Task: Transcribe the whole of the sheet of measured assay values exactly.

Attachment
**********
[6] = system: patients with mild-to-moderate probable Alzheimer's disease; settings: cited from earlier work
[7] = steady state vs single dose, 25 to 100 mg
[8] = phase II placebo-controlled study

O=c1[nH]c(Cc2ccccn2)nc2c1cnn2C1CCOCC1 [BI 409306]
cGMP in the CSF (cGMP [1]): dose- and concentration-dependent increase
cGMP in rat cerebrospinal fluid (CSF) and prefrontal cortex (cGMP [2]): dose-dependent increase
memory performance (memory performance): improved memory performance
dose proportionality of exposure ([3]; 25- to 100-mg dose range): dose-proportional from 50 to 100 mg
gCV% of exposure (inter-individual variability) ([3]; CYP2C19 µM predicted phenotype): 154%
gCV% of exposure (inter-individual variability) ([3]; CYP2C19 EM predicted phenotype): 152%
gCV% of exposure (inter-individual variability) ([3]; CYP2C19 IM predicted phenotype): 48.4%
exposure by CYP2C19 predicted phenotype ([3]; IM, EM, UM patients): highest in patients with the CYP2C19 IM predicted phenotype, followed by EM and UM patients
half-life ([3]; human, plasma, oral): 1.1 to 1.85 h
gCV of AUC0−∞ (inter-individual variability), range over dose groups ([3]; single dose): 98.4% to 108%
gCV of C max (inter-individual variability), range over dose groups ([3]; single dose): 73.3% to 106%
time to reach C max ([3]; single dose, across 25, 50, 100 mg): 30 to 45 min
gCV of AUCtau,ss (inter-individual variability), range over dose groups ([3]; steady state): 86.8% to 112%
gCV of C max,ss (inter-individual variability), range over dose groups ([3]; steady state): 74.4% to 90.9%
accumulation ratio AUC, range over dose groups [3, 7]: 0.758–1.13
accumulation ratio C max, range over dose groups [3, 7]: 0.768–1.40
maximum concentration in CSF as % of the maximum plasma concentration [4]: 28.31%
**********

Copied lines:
[6] = system: patients with mild-to-moderate probable Alzheimer's disease; settings: cited from earlier work
[7] = steady state vs single dose, 25 to 100 mg
[8] = phase II placebo-controlled study

O=c1[nH]c(Cc2ccccn2)nc2c1cnn2C1CCOCC1 [BI 409306]
cGMP in the CSF (cGMP [1]): dose- and concentration-dependent increase
cGMP in rat cerebrospinal fluid (CSF) and prefrontal cortex (cGMP [2]): dose-dependent increase
memory performance (memory performance): improved memory performance
dose proportionality of exposure ([3]; 25- to 100-mg dose range): dose-proportional from 50 to 100 mg
gCV% of exposure (inter-individual variability) ([3]; CYP2C19 µM predicted phenotype): 154%
gCV% of exposure (inter-individual variability) ([3]; CYP2C19 EM predicted phenotype): 152%
gCV% of exposure (inter-individual variability) ([3]; CYP2C19 IM predicted phenotype): 48.4%
exposure by CYP2C19 predicted phenotype ([3]; IM, EM, UM patients): highest in patients with the CYP2C19 IM predicted phenotype, followed by EM and UM patients
half-life ([3]; human, plasma, oral): 1.1 to 1.85 h
gCV of AUC0−∞ (inter-individual variability), range over dose groups ([3]; single dose): 98.4% to 108%
gCV of C max (inter-individual variability), range over dose groups ([3]; single dose): 73.3% to 106%
time to reach C max ([3]; single dose, across 25, 50, 100 mg): 30 to 45 min
gCV of AUCtau,ss (inter-individual variability), range over dose groups ([3]; steady state): 86.8% to 112%
gCV of C max,ss (inter-individual variability), range over dose groups ([3]; steady state): 74.4% to 90.9%
accumulation ratio AUC, range over dose groups [3, 7]: 0.758–1.13
accumulation ratio C max, range over dose groups [3, 7]: 0.768–1.40
maximum concentration in CSF as % of the maximum plasma concentration [4]: 28.31%